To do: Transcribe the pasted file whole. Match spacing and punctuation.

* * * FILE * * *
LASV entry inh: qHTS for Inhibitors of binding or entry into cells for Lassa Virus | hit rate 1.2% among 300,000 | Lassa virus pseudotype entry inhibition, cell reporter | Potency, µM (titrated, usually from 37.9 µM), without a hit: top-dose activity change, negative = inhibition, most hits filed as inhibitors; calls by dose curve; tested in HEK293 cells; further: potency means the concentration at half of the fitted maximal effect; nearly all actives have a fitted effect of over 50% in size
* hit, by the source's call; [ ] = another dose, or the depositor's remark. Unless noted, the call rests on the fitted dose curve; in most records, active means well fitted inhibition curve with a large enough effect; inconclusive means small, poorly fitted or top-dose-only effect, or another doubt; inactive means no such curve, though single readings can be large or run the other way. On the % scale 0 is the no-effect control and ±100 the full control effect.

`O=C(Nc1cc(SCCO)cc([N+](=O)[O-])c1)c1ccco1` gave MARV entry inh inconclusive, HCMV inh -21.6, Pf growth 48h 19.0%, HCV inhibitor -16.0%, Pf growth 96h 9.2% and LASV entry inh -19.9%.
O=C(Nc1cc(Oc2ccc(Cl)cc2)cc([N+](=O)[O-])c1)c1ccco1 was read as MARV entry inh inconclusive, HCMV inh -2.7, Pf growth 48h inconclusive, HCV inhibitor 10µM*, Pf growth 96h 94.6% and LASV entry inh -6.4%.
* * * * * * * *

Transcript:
LASV entry inh: qHTS for Inhibitors of binding or entry into cells for Lassa Virus | hit rate 1.2% among 300,000 | Lassa virus pseudotype entry inhibition, cell reporter | Potency, µM (titrated, usually from 37.9 µM), without a hit: top-dose activity change, negative = inhibition, most hits filed as inhibitors; calls by dose curve; tested in HEK293 cells; further: potency means the concentration at half of the fitted maximal effect; nearly all actives have a fitted effect of over 50% in size
* hit, by the source's call; [ ] = another dose, or the depositor's remark. Unless noted, the call rests on the fitted dose curve; in most records, active means well fitted inhibition curve with a large enough effect; inconclusive means small, poorly fitted or top-dose-only effect, or another doubt; inactive means no such curve, though single readings can be large or run the other way. On the % scale 0 is the no-effect control and ±100 the full control effect.

`O=C(Nc1cc(SCCO)cc([N+](=O)[O-])c1)c1ccco1` gave MARV entry inh inconclusive, HCMV inh -21.6, Pf growth 48h 19.0%, HCV inhibitor -16.0%, Pf growth 96h 9.2% and LASV entry inh -19.9%.
O=C(Nc1cc(Oc2ccc(Cl)cc2)cc([N+](=O)[O-])c1)c1ccco1 was read as MARV entry inh inconclusive, HCMV inh -2.7, Pf growth 48h inconclusive, HCV inhibitor 10µM*, Pf growth 96h 94.6% and LASV entry inh -6.4%.